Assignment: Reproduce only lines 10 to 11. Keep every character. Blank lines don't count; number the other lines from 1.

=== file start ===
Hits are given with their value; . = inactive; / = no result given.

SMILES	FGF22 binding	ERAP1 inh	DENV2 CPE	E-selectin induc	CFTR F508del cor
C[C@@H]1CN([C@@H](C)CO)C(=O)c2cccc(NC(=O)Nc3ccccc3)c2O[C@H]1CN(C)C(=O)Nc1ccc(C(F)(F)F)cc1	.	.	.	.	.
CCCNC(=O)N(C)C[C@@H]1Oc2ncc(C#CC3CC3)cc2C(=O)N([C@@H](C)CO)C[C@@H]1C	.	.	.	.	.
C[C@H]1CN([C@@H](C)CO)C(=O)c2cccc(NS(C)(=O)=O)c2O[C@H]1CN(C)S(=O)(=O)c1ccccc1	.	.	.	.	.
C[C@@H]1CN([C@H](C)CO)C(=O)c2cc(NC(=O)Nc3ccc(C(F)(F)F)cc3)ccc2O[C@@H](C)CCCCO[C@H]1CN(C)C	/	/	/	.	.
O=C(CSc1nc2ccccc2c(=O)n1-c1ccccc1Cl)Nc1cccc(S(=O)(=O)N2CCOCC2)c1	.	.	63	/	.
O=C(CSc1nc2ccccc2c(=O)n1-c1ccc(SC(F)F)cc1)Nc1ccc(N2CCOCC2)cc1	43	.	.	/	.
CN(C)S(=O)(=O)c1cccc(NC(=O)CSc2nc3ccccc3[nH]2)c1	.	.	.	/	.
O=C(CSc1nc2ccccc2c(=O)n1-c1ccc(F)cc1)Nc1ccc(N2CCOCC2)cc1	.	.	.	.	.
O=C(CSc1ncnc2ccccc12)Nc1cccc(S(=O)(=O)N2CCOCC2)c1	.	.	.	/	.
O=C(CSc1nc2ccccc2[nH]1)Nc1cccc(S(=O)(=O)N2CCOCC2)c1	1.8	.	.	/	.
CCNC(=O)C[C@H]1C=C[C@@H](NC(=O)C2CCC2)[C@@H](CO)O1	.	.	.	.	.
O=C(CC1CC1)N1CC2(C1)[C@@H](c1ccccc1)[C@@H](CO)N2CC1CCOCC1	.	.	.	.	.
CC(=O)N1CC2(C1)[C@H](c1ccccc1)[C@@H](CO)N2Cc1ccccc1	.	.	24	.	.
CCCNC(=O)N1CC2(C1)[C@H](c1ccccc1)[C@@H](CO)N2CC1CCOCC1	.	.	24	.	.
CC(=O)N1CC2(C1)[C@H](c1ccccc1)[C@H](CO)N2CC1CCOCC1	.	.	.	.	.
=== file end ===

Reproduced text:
O=C(CSc1nc2ccccc2c(=O)n1-c1ccc(F)cc1)Nc1ccc(N2CCOCC2)cc1	.	.	.	.	.
O=C(CSc1ncnc2ccccc12)Nc1cccc(S(=O)(=O)N2CCOCC2)c1	.	.	.	/	.